Peak to Peak
Our mountain world has become green and lush with verdant meadows and wonderful wildflowers. In the past couple years, mountain gardeners have pushed beyond the boundaries of perennial flower gardens and moved into the reality of growing food.
This summer the daily rain showers have urged vegetables and herbs to spring forth and produce. Everything is larger, healthier and just plain more abundant.
Last Saturday, Aug. 3, the Peaceful Meadow Farm on County Road 68 opened its farm stand which already is overflowing with produce including Mizuna, Tat Soi, Kamatsuna, Pac Choy, red mustard greens, spinach, wild arugula, sugar snap peas, swiss chard, Daikon radishes, beets red Russian kale, zucchini, Suyo Long cucumbers and basil.
The veggies just keep growing. The farm stand offered the first ‘Music in the Barn’ program, featuring Anthony Salvo and his friend Tito Malaga, who performed Rhumba Flamenco and Andalusian music.
Along with the music, organic snacks, live food made up a one-of-a-kind menu and packed with fresh, unheated, whole, unprocessed organic fruits, vegetables, nuts and seeds that retain all of their natural enzymes, vitamins, minerals, amino acids and nutrients, provided rocket-fuel for bodies and minds.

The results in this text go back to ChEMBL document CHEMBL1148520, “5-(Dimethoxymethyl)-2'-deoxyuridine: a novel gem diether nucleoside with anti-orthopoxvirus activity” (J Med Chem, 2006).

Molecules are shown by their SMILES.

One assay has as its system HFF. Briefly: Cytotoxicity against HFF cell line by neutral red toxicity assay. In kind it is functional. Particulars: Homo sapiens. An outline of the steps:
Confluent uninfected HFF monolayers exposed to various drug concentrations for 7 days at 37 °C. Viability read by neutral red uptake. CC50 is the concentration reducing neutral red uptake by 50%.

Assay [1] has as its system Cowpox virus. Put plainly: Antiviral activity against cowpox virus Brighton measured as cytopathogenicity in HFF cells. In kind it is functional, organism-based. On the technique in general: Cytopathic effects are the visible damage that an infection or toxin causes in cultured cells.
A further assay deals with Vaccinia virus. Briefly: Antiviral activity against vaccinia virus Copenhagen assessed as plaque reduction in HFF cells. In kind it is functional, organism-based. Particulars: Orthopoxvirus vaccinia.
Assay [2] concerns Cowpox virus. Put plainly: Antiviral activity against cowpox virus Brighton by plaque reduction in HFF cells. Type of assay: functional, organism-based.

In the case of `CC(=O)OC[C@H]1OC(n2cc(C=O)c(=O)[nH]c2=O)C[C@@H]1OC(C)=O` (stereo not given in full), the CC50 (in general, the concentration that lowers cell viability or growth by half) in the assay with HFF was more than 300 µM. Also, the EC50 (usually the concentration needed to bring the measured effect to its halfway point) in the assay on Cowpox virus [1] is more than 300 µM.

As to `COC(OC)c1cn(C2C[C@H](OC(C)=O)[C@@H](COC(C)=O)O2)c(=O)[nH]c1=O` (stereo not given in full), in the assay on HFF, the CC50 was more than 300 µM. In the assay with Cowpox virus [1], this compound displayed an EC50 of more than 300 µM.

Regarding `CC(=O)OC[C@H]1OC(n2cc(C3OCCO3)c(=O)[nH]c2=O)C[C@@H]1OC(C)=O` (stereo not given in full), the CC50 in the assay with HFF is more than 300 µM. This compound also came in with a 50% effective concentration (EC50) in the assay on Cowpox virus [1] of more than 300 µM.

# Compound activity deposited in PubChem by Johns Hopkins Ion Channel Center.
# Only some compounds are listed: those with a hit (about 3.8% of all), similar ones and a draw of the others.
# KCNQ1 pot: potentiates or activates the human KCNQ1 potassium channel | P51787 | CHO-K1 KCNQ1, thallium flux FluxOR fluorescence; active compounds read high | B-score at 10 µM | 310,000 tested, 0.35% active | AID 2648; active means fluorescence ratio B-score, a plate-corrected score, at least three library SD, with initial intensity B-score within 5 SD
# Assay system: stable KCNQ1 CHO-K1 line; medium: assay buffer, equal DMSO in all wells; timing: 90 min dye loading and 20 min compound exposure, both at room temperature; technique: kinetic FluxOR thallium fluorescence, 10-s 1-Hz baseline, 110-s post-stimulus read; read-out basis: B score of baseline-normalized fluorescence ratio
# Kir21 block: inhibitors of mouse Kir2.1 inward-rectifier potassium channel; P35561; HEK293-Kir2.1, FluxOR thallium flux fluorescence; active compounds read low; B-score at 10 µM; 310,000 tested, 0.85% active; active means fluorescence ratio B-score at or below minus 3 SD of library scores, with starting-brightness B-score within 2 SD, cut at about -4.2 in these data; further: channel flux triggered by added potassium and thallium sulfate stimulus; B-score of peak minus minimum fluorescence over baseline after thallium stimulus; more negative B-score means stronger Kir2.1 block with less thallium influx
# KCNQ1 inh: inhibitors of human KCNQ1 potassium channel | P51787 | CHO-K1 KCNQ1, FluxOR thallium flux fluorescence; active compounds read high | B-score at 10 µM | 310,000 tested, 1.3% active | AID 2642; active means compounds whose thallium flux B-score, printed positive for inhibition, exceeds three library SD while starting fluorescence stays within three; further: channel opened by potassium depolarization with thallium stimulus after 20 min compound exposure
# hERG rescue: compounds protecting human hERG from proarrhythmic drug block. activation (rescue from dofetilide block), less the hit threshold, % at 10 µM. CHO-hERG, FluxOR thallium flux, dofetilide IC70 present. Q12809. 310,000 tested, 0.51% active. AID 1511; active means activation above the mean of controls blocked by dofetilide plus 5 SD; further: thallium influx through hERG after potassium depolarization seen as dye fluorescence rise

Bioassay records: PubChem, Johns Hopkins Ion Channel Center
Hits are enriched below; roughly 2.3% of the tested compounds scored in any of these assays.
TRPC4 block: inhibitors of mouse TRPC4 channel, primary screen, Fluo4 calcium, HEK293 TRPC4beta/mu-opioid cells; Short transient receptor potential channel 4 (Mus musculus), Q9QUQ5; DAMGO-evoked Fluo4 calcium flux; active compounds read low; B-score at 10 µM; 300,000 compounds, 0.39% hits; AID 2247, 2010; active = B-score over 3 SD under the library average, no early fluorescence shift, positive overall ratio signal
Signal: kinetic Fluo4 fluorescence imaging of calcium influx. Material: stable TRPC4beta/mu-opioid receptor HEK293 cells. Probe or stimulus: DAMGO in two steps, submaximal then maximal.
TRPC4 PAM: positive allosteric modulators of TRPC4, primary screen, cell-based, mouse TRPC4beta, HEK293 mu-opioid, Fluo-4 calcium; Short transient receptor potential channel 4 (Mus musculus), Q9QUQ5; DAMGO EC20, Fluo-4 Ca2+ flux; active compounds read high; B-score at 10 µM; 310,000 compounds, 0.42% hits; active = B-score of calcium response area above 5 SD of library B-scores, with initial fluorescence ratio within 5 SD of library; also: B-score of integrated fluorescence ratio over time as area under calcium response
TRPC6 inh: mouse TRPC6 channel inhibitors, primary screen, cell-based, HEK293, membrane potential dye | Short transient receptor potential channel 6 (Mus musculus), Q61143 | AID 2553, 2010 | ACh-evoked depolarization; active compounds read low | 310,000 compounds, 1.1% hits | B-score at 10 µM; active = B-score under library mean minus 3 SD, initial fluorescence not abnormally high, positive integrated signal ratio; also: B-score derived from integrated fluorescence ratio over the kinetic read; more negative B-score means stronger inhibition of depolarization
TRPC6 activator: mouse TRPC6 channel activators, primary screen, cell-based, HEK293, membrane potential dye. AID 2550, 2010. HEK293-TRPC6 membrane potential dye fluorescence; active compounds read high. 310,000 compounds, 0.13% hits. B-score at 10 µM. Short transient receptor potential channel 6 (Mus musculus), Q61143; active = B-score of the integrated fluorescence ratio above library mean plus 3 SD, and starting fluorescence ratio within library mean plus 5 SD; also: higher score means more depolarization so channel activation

As word-of-mouth praises spread, more and more people are visiting this small piece of paradise on earth. Last Wednesday, July 31, the Nederland Area Seniors made the trip to the meadow with the large, weather-worn barn, the greenhouses, the llama, the goats, the chickens, the rows of plants and the twin sister peaks standing like fortresses against the wind above it all. The Peaceful Meadow owner said the seniors enjoyed refreshing cucumber lemonade after a tour of the gardens but he thinks the gooseberries were the highlight of their trip.
Elmore began farming the expansive meadow in 2006 and opened the first Saturday Farm Stand in the summer of 2007. The farm is certified naturally grown and the greenhouse and stand are 100 percent off the grid, solar powered. The small two-wheel walk-behind tractor uses bio-diesel fuel. Elmore and his wife and three children live an almost autonomous existence. The children are home-schooled and learning everything there is to know about sustainability.
They are also involved in experimenting with growing vegetables that grow best in our climate and altitude, and every year the crops become more abundant. As the children played a pickup softball game, adults chatted and explored. One man even went back to his childhood and climbed a rope ladder to the rafters in the barn and proceeded to do a balancing act that had observers gasping at his antics.
Farm stand hours are from 4:30 p.m. to 8:30 p.m., on Saturdays, a good time to stay and watch the sun set against the surrounding hills. It is peak harvest time and will be all this month. It is so family friendly that the children have to be dragged away from all the fun things to see and do.
For more information go to peacefulmeadowfarm.org.